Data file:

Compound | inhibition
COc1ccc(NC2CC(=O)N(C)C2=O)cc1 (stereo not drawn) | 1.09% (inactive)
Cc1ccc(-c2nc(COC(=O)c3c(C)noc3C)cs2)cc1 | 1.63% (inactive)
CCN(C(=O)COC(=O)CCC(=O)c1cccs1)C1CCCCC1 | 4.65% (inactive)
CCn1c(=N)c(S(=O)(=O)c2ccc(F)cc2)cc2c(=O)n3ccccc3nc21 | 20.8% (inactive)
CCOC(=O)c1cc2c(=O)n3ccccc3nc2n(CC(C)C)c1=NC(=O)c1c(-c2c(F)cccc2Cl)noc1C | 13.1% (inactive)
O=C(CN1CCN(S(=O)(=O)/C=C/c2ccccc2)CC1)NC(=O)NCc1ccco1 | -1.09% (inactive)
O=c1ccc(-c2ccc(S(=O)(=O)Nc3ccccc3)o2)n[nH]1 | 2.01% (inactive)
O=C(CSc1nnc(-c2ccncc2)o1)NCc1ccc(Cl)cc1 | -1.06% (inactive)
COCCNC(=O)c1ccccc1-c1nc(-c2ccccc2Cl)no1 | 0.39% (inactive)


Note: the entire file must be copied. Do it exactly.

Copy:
Compound | inhibition
COc1ccc(NC2CC(=O)N(C)C2=O)cc1 (stereo not drawn) | 1.09% (inactive)
Cc1ccc(-c2nc(COC(=O)c3c(C)noc3C)cs2)cc1 | 1.63% (inactive)
CCN(C(=O)COC(=O)CCC(=O)c1cccs1)C1CCCCC1 | 4.65% (inactive)
CCn1c(=N)c(S(=O)(=O)c2ccc(F)cc2)cc2c(=O)n3ccccc3nc21 | 20.8% (inactive)
CCOC(=O)c1cc2c(=O)n3ccccc3nc2n(CC(C)C)c1=NC(=O)c1c(-c2c(F)cccc2Cl)noc1C | 13.1% (inactive)
O=C(CN1CCN(S(=O)(=O)/C=C/c2ccccc2)CC1)NC(=O)NCc1ccco1 | -1.09% (inactive)
O=c1ccc(-c2ccc(S(=O)(=O)Nc3ccccc3)o2)n[nH]1 | 2.01% (inactive)
O=C(CSc1nnc(-c2ccncc2)o1)NCc1ccc(Cl)cc1 | -1.06% (inactive)
COCCNC(=O)c1ccccc1-c1nc(-c2ccccc2Cl)no1 | 0.39% (inactive)